25/10/2015 6:40 AM AEDT | Updated 15/07/2016 12:50 PM AEST

Not All Who Wander Are Lost. (Until They Get Home)

Businesswoman in office space with desk globe
Monkey Business Images via Getty Images
Businesswoman in office space with desk globe

When it comes to travel, we see endless articles and Instagrammed quotes dedicated to wanderlust or the top 10 off-the-beaten-track destinations splashed across social media. We can completely relate to the hilarious accounts of terrible in-flight stories and language barriers experienced abroad.

But few travel writers talk about the re-adjustment period that can take its toll when you return home. No one talks about these stages of re-acclimatisation and just assumes that their friend, brother or colleague is simply happy to be back.

Not so much.

Stage 1 - Excitement

Usually the initial excitement of being home lasts 1-4 weeks, depending on how long you were away. During this time you are ecstatic to not live out of a suitcase or in someone's spare room anymore. You revel in driving in your own car again and catch up on all the gossip from friends and family, whilst regaling them with all your crazy travel stories. You get to eat out at your favourite restaurants once more and enjoy the normality of simple everyday things you've missed.

Stage 2 - Confusion

Not long after this euphoric first stage starts to wear off, many find anxiousness sets in and a general overall feeling of panic about what you are now supposed to do with your life. You thought you knew why you were coming home, but suddenly you start to question everything and become a little confused while everyone else returns to daily life, which you are no longer a part of.

You start switching between applying for all kinds of jobs you are not qualified to do, because you are so keen on making a fresh start and continuing with new experiences as you had done overseas. But you never hear back.

You start secretly plotting to go back overseas. It's all too hard. The reverse culture shock has you spinning, and suddenly you have no desire to be back home. Accepting a random gig cleaning boat decks in the Mediterranean seems much more appealing. Yes! Shall do that. You start researching and getting excited about this fantastic solution when you slowly come to realise you actually have no money to go back (which is possibly why you came home in the first place) and this would, in fact, be only a short-term solution before you are jobless over there and in the same position as you are here.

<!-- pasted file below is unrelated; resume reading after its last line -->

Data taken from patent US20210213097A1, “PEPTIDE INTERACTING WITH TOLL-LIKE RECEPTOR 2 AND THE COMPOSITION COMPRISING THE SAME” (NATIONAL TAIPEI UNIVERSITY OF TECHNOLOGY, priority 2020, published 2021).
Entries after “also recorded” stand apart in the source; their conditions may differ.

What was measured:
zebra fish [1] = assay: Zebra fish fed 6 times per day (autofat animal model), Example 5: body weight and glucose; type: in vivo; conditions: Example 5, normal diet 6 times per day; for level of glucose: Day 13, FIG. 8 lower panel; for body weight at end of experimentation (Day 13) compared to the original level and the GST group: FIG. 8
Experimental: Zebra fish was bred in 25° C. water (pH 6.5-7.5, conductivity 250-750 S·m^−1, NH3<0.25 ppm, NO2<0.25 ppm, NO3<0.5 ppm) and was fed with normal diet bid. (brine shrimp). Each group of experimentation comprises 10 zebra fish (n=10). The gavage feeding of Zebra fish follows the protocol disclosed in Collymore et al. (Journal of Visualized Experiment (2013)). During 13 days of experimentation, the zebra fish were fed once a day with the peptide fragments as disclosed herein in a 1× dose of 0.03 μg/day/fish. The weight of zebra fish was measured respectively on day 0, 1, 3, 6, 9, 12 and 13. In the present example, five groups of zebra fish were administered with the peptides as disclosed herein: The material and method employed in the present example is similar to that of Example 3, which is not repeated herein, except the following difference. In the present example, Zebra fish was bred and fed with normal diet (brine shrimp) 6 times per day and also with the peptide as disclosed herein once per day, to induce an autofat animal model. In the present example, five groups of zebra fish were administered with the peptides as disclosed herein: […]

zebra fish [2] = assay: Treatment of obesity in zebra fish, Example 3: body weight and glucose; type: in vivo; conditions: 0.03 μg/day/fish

Stage 3 - Depression

Finally, you resign yourself to the fact that you came home for a reason, whatever that may be, and realise that "home" isn't such a bad place after all. For some true expats this moment will never come. But for the majority of us returning to reality, you would be well aware of the final stage of adjustment -- travel depression.

You have slowly started to build up your life again, but the painful daily reminders of your amazing journey still tug at your heartstrings every day. This will no doubt consist of your new Facebook profile picture smiling back happily at you from the coast of Italy, that incredible video footage you took of giraffes running wild in Africa, or the little maple leaf hanging from your car keys, reminding you of snow and mountains and another life in Canada.

Stage 4 - Acceptance

Re-adjusting takes time and generally only those who have also spent considerable periods away from home will understand how you feel. Speak to these people. Laugh about your adventures over a cocktail and keep up your new habits. If you learned a new language don't let it go. If you learnt how to cook a special dish, keep cooking it. If you learned to love a new sports team, wake up at 3 am to watch those playoffs.

As someone who has done this time and time again, I can tell you that not everyone will understand or even care. Because when you left, life continued as usual and as far as they are concerned you are just that person who splashed photos of your globetrotting, carefree life all over their news feeds daily.

Your travel experiences become a part of you. As soon as you learn you don't have to leave it all behind, and simply add it to who you are, you'll feel better. You can move on and get excited about the next journey life has in store for you.